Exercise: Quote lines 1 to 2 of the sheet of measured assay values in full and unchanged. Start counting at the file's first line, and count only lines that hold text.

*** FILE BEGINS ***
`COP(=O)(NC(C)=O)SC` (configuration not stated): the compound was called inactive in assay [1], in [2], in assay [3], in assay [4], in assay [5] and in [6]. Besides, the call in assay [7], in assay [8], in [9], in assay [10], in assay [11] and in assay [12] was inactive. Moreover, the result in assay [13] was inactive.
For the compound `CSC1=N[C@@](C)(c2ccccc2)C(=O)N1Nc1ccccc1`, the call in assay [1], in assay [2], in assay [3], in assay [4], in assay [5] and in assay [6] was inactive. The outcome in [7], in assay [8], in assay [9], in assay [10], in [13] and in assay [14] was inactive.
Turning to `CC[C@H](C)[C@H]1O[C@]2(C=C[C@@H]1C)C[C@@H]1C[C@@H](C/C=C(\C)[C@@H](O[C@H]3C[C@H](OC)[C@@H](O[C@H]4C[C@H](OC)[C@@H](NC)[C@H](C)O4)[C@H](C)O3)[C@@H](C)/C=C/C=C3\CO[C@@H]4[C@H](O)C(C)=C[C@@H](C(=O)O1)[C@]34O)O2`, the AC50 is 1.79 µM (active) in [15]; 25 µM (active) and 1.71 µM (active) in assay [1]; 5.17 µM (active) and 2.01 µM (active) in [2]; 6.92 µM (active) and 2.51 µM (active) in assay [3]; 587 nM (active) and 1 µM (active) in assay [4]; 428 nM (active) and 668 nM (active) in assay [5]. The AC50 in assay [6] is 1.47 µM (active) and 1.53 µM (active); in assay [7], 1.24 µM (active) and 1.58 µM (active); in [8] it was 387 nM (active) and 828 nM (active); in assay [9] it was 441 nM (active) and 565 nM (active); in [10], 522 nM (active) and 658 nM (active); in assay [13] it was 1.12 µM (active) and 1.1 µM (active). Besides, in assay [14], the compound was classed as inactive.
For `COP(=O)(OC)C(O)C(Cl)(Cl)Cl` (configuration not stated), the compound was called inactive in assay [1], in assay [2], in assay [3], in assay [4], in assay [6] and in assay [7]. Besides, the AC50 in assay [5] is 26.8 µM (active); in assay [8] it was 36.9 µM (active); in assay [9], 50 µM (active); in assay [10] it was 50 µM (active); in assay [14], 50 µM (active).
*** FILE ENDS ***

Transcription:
`COP(=O)(NC(C)=O)SC` (configuration not stated): the compound was called inactive in assay [1], in [2], in assay [3], in assay [4], in assay [5] and in [6]. Besides, the call in assay [7], in assay [8], in [9], in assay [10], in assay [11] and in assay [12] was inactive. Moreover, the result in assay [13] was inactive.
For the compound `CSC1=N[C@@](C)(c2ccccc2)C(=O)N1Nc1ccccc1`, the call in assay [1], in assay [2], in assay [3], in assay [4], in assay [5] and in assay [6] was inactive. The outcome in [7], in assay [8], in assay [9], in assay [10], in [13] and in assay [14] was inactive.